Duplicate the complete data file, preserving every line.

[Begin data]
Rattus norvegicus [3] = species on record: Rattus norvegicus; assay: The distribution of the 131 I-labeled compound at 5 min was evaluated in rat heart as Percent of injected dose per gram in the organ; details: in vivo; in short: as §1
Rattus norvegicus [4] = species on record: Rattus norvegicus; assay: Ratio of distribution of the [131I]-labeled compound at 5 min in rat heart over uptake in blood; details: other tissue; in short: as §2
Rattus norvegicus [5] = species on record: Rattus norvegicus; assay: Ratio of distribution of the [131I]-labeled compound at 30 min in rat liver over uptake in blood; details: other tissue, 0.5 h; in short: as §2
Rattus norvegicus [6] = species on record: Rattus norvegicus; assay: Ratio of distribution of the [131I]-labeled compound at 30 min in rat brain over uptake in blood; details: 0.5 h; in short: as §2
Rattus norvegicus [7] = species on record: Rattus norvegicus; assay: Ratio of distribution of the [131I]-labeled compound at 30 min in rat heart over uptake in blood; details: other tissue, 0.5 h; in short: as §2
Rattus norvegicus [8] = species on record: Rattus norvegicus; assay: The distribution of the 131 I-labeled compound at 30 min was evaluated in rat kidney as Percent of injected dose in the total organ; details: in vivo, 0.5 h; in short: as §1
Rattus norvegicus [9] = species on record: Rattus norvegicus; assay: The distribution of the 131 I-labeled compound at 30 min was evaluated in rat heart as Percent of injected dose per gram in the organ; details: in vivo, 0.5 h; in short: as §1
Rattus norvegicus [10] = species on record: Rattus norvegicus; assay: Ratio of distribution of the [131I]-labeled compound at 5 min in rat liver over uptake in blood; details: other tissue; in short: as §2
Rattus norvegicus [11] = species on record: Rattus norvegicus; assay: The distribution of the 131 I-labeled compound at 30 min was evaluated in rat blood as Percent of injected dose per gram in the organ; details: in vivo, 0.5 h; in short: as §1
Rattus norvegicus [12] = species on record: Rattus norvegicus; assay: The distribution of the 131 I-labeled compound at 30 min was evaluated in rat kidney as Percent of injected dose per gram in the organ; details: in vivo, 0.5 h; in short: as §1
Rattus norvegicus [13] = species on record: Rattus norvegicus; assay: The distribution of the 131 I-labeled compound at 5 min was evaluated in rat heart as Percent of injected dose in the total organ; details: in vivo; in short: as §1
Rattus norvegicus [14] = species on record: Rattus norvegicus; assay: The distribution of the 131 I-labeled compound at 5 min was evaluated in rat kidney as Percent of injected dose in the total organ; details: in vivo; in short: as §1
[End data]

Rattus norvegicus [3] = species on record: Rattus norvegicus; assay: The distribution of the 131 I-labeled compound at 5 min was evaluated in rat heart as Percent of injected dose per gram in the organ; details: in vivo; in short: as §1
Rattus norvegicus [4] = species on record: Rattus norvegicus; assay: Ratio of distribution of the [131I]-labeled compound at 5 min in rat heart over uptake in blood; details: other tissue; in short: as §2
Rattus norvegicus [5] = species on record: Rattus norvegicus; assay: Ratio of distribution of the [131I]-labeled compound at 30 min in rat liver over uptake in blood; details: other tissue, 0.5 h; in short: as §2
Rattus norvegicus [6] = species on record: Rattus norvegicus; assay: Ratio of distribution of the [131I]-labeled compound at 30 min in rat brain over uptake in blood; details: 0.5 h; in short: as §2
Rattus norvegicus [7] = species on record: Rattus norvegicus; assay: Ratio of distribution of the [131I]-labeled compound at 30 min in rat heart over uptake in blood; details: other tissue, 0.5 h; in short: as §2
Rattus norvegicus [8] = species on record: Rattus norvegicus; assay: The distribution of the 131 I-labeled compound at 30 min was evaluated in rat kidney as Percent of injected dose in the total organ; details: in vivo, 0.5 h; in short: as §1
Rattus norvegicus [9] = species on record: Rattus norvegicus; assay: The distribution of the 131 I-labeled compound at 30 min was evaluated in rat heart as Percent of injected dose per gram in the organ; details: in vivo, 0.5 h; in short: as §1
Rattus norvegicus [10] = species on record: Rattus norvegicus; assay: Ratio of distribution of the [131I]-labeled compound at 5 min in rat liver over uptake in blood; details: other tissue; in short: as §2
Rattus norvegicus [11] = species on record: Rattus norvegicus; assay: The distribution of the 131 I-labeled compound at 30 min was evaluated in rat blood as Percent of injected dose per gram in the organ; details: in vivo, 0.5 h; in short: as §1
Rattus norvegicus [12] = species on record: Rattus norvegicus; assay: The distribution of the 131 I-labeled compound at 30 min was evaluated in rat kidney as Percent of injected dose per gram in the organ; details: in vivo, 0.5 h; in short: as §1
Rattus norvegicus [13] = species on record: Rattus norvegicus; assay: The distribution of the 131 I-labeled compound at 5 min was evaluated in rat heart as Percent of injected dose in the total organ; details: in vivo; in short: as §1
Rattus norvegicus [14] = species on record: Rattus norvegicus; assay: The distribution of the 131 I-labeled compound at 5 min was evaluated in rat kidney as Percent of injected dose in the total organ; details: in vivo; in short: as §1